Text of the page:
“Darren walked with Ashleigh back to the hotel.
She went to lie on the bed and Darren lay down beside her.
 She fell straight to sleep and slept for nearly nine hours solid, which is out of character for Ashleigh.
Then at some point Darren got up and went out”, Mr. Lackie recounted, adding “I’m convinced he was hungry – he wasn’t the kind of guy who would leave his girlfriend in the hotel to go drinking.”
Miss Wilson has since told Scottish press that she is certain their drinks were spiked.
She told the Daily Record: “There is something very wrong about what happened. I had to go home early that night.
“I think our drinks may have been spiked. We’d only had a couple at a local bar, but I felt really unwell.”
The family’s suspicions grew deeper when Mr. Lackie collected a bag with his son’s belongings from the hospital.
“I know my son and there are two things that he took everywhere with him: money and his iPhone. If he needed £10 Darren would take £30, he didn’t do ‘just enough’, in anything. And he had a brand new iPhone that was his baby.”
No money or the iPhone were found at the scene of the incident, nor have they been recovered since.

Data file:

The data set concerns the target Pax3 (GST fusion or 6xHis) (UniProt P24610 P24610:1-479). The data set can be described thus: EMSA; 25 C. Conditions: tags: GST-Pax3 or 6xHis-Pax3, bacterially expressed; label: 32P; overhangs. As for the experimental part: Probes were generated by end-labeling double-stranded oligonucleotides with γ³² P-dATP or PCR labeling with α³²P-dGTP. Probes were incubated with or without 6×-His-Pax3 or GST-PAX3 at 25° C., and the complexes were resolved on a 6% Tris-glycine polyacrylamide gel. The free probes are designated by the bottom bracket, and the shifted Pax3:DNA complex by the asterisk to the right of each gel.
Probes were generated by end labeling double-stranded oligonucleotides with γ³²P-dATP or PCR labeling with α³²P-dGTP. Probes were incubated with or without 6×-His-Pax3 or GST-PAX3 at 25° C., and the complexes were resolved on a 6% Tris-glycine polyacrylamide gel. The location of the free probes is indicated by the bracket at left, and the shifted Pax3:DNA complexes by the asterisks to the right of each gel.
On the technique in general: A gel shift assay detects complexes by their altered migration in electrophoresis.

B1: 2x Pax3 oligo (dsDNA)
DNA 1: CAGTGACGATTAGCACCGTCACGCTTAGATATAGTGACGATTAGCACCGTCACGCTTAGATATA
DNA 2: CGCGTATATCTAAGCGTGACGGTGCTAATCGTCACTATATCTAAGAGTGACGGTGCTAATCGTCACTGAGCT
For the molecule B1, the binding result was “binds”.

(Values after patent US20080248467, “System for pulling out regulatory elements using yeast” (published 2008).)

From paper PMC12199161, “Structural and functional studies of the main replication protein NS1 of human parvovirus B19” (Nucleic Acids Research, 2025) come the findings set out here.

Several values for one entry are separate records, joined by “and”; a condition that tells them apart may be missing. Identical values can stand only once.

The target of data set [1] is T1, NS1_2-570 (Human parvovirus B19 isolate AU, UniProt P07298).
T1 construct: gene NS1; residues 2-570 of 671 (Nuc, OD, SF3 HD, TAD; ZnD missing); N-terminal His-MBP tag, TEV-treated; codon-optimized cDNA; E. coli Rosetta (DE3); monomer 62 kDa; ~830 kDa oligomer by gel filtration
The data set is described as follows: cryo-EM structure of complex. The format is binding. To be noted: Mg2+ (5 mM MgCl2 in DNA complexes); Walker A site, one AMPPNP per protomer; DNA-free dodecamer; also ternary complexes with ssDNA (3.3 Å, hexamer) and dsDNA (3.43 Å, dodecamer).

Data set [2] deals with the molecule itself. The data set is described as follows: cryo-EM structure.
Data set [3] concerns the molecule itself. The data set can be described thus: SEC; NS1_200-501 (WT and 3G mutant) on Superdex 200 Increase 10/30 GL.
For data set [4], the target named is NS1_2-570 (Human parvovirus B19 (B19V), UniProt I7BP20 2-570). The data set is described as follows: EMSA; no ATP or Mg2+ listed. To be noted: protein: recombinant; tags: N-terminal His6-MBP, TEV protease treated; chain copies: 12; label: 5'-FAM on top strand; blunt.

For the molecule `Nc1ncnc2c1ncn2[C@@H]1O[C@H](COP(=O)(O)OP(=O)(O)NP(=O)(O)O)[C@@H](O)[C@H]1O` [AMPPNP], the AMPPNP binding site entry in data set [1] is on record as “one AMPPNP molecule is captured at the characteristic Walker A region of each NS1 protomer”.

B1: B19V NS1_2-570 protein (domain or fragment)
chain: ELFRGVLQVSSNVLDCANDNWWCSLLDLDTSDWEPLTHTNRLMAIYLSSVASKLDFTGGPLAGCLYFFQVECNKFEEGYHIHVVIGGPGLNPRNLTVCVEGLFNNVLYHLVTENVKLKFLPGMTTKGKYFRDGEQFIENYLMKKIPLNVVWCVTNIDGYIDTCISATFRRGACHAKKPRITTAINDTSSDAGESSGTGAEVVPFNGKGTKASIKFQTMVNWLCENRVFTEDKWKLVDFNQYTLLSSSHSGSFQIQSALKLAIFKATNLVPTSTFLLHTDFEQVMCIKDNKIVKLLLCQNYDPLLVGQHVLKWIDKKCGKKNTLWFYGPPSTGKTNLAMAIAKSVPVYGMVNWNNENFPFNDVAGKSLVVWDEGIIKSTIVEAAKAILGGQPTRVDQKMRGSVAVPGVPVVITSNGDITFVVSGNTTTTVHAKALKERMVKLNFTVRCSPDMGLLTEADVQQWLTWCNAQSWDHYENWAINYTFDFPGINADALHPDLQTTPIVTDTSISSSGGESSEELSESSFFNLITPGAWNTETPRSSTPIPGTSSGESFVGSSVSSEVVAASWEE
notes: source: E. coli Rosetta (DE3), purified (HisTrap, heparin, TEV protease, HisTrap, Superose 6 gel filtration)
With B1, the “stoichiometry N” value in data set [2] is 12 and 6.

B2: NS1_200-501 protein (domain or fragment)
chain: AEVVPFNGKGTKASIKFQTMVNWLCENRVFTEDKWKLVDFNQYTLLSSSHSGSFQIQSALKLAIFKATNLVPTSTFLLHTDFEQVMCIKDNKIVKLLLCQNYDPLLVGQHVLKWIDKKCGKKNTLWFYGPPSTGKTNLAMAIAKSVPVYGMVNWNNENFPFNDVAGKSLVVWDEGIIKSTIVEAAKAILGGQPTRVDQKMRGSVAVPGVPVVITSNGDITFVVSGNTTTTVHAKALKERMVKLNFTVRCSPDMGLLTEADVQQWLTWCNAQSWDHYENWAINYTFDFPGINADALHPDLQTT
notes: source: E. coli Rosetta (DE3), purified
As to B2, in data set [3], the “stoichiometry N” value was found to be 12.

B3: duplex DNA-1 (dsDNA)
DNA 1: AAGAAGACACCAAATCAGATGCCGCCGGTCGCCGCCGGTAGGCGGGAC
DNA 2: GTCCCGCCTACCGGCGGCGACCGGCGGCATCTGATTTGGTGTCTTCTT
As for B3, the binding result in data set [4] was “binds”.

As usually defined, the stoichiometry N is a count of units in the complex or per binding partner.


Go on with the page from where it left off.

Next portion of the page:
And there are other aspects relating to his son’s death that Graham Lackie is struggling to make sense of.
“The police didn’t seem to ask anyone anything. I have been here a week and they haven’t come to talk to me yet. As far as I know they haven’t spoken to Ashleigh.”
He questioned: “Why did no one go to the Oura View and check the CCTV to see what time Darren went back out, to get some kind of a time frame?
“As far as I know [the police] never tried to trace his movements or establish where he went.”
In Mr. Lackie’s opinion, “The drinks were spiked, Darren woke up starving and went to look for something to eat, and coming back he was set upon and hit.
“[He was] probably just meant to have been mugged, and what he was hit with we don’t know, but it was the cause of whatever traumas he had.”
Despite suffering a tragic loss in dubious circumstances, and in a foreign country, answers seem to be few and far between for the devastated family.